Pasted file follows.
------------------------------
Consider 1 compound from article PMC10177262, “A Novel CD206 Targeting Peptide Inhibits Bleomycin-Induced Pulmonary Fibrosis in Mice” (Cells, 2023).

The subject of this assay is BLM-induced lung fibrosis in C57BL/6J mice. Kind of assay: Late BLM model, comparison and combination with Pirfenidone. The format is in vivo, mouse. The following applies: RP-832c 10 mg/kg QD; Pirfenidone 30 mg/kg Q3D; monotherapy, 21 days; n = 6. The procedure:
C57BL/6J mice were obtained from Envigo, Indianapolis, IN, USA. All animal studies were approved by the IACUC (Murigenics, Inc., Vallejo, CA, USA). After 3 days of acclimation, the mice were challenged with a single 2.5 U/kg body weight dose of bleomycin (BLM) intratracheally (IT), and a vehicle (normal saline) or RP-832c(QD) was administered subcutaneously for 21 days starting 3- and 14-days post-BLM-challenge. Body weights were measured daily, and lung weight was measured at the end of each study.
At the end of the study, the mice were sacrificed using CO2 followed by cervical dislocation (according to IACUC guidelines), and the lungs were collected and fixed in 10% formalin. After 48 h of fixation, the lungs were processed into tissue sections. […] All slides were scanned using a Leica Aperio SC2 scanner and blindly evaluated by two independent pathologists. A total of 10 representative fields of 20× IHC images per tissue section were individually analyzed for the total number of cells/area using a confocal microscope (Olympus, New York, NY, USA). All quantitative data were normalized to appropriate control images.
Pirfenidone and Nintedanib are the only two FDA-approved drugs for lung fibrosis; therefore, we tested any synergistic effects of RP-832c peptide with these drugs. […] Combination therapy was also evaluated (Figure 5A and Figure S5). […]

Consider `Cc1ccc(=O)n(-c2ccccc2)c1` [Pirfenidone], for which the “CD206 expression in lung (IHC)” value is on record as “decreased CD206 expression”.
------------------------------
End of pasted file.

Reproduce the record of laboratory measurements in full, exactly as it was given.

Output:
Consider 1 compound from article PMC10177262, “A Novel CD206 Targeting Peptide Inhibits Bleomycin-Induced Pulmonary Fibrosis in Mice” (Cells, 2023).

The subject of this assay is BLM-induced lung fibrosis in C57BL/6J mice. Kind of assay: Late BLM model, comparison and combination with Pirfenidone. The format is in vivo, mouse. The following applies: RP-832c 10 mg/kg QD; Pirfenidone 30 mg/kg Q3D; monotherapy, 21 days; n = 6. The procedure:
C57BL/6J mice were obtained from Envigo, Indianapolis, IN, USA. All animal studies were approved by the IACUC (Murigenics, Inc., Vallejo, CA, USA). After 3 days of acclimation, the mice were challenged with a single 2.5 U/kg body weight dose of bleomycin (BLM) intratracheally (IT), and a vehicle (normal saline) or RP-832c(QD) was administered subcutaneously for 21 days starting 3- and 14-days post-BLM-challenge. Body weights were measured daily, and lung weight was measured at the end of each study.
At the end of the study, the mice were sacrificed using CO2 followed by cervical dislocation (according to IACUC guidelines), and the lungs were collected and fixed in 10% formalin. After 48 h of fixation, the lungs were processed into tissue sections. […] All slides were scanned using a Leica Aperio SC2 scanner and blindly evaluated by two independent pathologists. A total of 10 representative fields of 20× IHC images per tissue section were individually analyzed for the total number of cells/area using a confocal microscope (Olympus, New York, NY, USA). All quantitative data were normalized to appropriate control images.
Pirfenidone and Nintedanib are the only two FDA-approved drugs for lung fibrosis; therefore, we tested any synergistic effects of RP-832c peptide with these drugs. […] Combination therapy was also evaluated (Figure 5A and Figure S5). […]

Consider `Cc1ccc(=O)n(-c2ccccc2)c1` [Pirfenidone], for which the “CD206 expression in lung (IHC)” value is on record as “decreased CD206 expression”.